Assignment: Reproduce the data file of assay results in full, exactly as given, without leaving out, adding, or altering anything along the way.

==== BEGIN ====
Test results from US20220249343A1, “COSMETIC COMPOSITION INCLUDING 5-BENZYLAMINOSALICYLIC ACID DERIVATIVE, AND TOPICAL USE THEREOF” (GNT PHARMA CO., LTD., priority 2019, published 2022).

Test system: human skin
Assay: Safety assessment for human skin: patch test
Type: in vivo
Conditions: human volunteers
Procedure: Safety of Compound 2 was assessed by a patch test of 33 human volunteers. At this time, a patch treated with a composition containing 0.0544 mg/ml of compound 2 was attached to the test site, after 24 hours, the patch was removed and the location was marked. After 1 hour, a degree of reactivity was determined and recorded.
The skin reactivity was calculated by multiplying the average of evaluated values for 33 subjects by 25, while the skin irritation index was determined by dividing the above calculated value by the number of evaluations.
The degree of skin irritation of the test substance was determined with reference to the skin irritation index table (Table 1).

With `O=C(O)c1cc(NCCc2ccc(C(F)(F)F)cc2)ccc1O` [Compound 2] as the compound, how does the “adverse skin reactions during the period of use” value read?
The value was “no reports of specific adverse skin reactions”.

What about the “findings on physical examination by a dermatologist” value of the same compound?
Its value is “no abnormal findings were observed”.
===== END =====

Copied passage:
Test results from US20220249343A1, “COSMETIC COMPOSITION INCLUDING 5-BENZYLAMINOSALICYLIC ACID DERIVATIVE, AND TOPICAL USE THEREOF” (GNT PHARMA CO., LTD., priority 2019, published 2022).

Test system: human skin
Assay: Safety assessment for human skin: patch test
Type: in vivo
Conditions: human volunteers
Procedure: Safety of Compound 2 was assessed by a patch test of 33 human volunteers. At this time, a patch treated with a composition containing 0.0544 mg/ml of compound 2 was attached to the test site, after 24 hours, the patch was removed and the location was marked. After 1 hour, a degree of reactivity was determined and recorded.
The skin reactivity was calculated by multiplying the average of evaluated values for 33 subjects by 25, while the skin irritation index was determined by dividing the above calculated value by the number of evaluations.
The degree of skin irritation of the test substance was determined with reference to the skin irritation index table (Table 1).

With `O=C(O)c1cc(NCCc2ccc(C(F)(F)F)cc2)ccc1O` [Compound 2] as the compound, how does the “adverse skin reactions during the period of use” value read?
The value was “no reports of specific adverse skin reactions”.

What about the “findings on physical examination by a dermatologist” value of the same compound?
Its value is “no abnormal findings were observed”.